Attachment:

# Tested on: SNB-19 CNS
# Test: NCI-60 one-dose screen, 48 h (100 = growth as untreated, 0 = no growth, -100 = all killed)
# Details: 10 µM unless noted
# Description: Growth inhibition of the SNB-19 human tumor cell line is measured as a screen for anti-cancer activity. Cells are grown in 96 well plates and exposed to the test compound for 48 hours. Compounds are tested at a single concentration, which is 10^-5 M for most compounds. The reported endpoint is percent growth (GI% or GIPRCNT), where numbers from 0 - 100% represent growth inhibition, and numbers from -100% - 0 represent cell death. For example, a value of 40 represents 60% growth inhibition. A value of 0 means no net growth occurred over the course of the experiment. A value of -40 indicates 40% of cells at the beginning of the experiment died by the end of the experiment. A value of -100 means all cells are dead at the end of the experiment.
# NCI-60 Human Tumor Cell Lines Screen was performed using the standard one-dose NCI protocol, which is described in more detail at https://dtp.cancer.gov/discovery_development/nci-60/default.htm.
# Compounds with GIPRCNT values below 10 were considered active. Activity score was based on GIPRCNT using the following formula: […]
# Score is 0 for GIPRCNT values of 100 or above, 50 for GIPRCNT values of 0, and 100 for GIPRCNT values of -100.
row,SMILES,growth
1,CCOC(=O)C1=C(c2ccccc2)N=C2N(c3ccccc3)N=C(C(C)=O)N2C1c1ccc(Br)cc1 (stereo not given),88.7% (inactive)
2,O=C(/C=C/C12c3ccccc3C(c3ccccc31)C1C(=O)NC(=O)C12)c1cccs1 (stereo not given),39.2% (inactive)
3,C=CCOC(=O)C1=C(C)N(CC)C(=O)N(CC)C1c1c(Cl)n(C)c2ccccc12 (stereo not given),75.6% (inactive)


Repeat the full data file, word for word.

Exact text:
# Tested on: SNB-19 CNS
# Test: NCI-60 one-dose screen, 48 h (100 = growth as untreated, 0 = no growth, -100 = all killed)
# Details: 10 µM unless noted
# Description: Growth inhibition of the SNB-19 human tumor cell line is measured as a screen for anti-cancer activity. Cells are grown in 96 well plates and exposed to the test compound for 48 hours. Compounds are tested at a single concentration, which is 10^-5 M for most compounds. The reported endpoint is percent growth (GI% or GIPRCNT), where numbers from 0 - 100% represent growth inhibition, and numbers from -100% - 0 represent cell death. For example, a value of 40 represents 60% growth inhibition. A value of 0 means no net growth occurred over the course of the experiment. A value of -40 indicates 40% of cells at the beginning of the experiment died by the end of the experiment. A value of -100 means all cells are dead at the end of the experiment.
# NCI-60 Human Tumor Cell Lines Screen was performed using the standard one-dose NCI protocol, which is described in more detail at https://dtp.cancer.gov/discovery_development/nci-60/default.htm.
# Compounds with GIPRCNT values below 10 were considered active. Activity score was based on GIPRCNT using the following formula: […]
# Score is 0 for GIPRCNT values of 100 or above, 50 for GIPRCNT values of 0, and 100 for GIPRCNT values of -100.
row,SMILES,growth
1,CCOC(=O)C1=C(c2ccccc2)N=C2N(c3ccccc3)N=C(C(C)=O)N2C1c1ccc(Br)cc1 (stereo not given),88.7% (inactive)
2,O=C(/C=C/C12c3ccccc3C(c3ccccc31)C1C(=O)NC(=O)C12)c1cccs1 (stereo not given),39.2% (inactive)
3,C=CCOC(=O)C1=C(C)N(CC)C(=O)N(CC)C1c1c(Cl)n(C)c2ccccc12 (stereo not given),75.6% (inactive)